hammen, L. van der
|Author||L. van der Hammen|
|Title||Traces of ancient Dichotomies in angiosperms. (A contribution to our Knowledge of Phyllospory and Stachyospory)|
|Journal||Blumea - Biodiversity, Evolution and Biogeography of Plants|
|Abstract||It is a generally accepted concept nowadays that dichotomy is the most primitive type of ramification in land plants. Recently Lam (1948) briefly reviewed the literature of this subject in the light of the telome theory. He recalled that the dichotomies of fern leaves are to be regarded as homologous to the dichotomies of stems in more primitive plants and enumerated a number of more or less haphazardly collected cases in higher plants, of which the most probable interpretation is that they are traces of such ancient dichotomies, betraying their original relation to a branch system.|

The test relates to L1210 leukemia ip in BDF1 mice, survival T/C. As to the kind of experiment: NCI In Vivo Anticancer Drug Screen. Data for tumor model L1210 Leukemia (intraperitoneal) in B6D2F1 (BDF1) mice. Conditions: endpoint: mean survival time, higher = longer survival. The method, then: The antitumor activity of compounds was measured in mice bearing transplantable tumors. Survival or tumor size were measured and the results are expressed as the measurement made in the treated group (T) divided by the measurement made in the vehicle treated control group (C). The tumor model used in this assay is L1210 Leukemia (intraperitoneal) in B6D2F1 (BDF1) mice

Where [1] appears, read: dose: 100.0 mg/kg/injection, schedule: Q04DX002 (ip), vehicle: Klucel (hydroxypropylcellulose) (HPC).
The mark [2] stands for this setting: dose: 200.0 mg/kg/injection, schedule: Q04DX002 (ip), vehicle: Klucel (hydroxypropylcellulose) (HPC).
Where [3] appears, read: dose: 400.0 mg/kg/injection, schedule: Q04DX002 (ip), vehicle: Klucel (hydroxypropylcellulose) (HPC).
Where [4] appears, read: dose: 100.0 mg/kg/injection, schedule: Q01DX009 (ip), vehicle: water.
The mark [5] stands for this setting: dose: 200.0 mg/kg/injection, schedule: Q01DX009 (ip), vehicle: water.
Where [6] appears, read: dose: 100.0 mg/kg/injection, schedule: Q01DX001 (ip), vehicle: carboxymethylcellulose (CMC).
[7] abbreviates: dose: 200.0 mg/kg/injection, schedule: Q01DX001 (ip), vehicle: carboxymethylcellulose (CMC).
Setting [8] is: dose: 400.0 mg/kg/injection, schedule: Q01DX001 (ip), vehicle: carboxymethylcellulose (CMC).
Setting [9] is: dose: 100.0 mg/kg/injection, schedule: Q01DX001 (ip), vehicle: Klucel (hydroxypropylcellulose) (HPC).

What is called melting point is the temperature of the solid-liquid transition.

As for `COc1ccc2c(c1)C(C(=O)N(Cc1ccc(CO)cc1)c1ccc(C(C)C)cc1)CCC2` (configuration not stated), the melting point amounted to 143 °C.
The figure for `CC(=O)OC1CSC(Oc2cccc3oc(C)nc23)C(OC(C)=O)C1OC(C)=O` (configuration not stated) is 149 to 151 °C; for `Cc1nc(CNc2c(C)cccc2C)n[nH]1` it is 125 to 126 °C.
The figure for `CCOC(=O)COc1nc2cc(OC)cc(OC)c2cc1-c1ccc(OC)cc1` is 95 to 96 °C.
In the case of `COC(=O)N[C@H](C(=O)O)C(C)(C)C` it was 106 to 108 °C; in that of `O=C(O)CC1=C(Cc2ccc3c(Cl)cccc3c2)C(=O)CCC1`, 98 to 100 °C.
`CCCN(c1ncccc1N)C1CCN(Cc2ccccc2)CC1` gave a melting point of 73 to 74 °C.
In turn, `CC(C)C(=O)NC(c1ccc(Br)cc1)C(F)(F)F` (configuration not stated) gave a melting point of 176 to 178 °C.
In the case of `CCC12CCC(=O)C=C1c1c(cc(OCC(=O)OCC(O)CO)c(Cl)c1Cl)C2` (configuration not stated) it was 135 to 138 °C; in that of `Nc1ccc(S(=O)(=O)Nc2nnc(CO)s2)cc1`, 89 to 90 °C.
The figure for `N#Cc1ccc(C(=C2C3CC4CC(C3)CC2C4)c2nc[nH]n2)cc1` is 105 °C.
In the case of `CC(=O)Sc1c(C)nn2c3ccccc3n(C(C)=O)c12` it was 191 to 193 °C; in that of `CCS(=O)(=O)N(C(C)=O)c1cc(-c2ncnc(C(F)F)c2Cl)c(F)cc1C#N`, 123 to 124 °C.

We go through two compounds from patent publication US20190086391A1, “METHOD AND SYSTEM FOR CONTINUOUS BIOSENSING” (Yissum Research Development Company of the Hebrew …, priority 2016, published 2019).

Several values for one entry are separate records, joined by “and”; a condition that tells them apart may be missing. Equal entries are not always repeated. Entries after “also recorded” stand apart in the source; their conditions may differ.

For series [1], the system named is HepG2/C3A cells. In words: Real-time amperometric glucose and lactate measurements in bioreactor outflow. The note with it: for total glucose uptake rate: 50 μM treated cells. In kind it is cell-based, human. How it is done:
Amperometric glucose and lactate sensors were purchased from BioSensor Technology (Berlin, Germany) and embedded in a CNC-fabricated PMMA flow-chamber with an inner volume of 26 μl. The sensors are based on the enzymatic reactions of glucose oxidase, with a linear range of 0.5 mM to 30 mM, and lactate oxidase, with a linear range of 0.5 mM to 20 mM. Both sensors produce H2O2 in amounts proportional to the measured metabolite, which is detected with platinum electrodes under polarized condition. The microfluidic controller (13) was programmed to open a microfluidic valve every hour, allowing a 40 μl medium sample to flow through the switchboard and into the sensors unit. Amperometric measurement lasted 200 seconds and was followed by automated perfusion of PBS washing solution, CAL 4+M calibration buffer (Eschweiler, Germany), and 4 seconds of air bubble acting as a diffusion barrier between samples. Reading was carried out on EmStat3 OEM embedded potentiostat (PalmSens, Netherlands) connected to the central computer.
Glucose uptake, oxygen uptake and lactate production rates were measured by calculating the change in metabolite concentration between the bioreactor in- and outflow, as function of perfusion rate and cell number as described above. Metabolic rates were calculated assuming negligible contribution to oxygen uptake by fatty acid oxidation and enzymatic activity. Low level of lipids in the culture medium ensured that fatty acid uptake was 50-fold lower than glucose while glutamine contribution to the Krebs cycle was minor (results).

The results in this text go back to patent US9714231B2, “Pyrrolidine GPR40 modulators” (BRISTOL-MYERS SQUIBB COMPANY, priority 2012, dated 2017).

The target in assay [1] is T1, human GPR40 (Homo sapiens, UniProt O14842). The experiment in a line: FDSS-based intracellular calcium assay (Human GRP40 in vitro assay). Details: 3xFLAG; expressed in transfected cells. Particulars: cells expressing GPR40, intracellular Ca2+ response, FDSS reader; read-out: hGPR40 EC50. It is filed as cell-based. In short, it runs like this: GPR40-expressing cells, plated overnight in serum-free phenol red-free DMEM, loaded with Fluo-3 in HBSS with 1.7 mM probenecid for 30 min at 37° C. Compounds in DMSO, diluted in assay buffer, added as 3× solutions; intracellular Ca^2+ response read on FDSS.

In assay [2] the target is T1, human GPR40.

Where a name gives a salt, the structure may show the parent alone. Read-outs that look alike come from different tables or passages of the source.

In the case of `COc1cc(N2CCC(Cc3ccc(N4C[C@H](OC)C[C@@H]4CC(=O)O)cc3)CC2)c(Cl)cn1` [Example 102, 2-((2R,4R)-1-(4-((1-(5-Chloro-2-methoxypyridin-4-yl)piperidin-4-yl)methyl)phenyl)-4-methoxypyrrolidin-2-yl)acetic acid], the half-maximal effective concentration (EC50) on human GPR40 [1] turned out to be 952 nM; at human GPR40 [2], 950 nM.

In his paper, Lam discriminated between such traces in vegetative and in reproductive parts and he arrived at the provisional conclusion that traces of ancient dichotomies in the vegetative parts should particularly occur in what he termed the ‘phyllosporous’ plants, and that those of the reproductive parts are particularly found in the ‘stachysporous’ groups.
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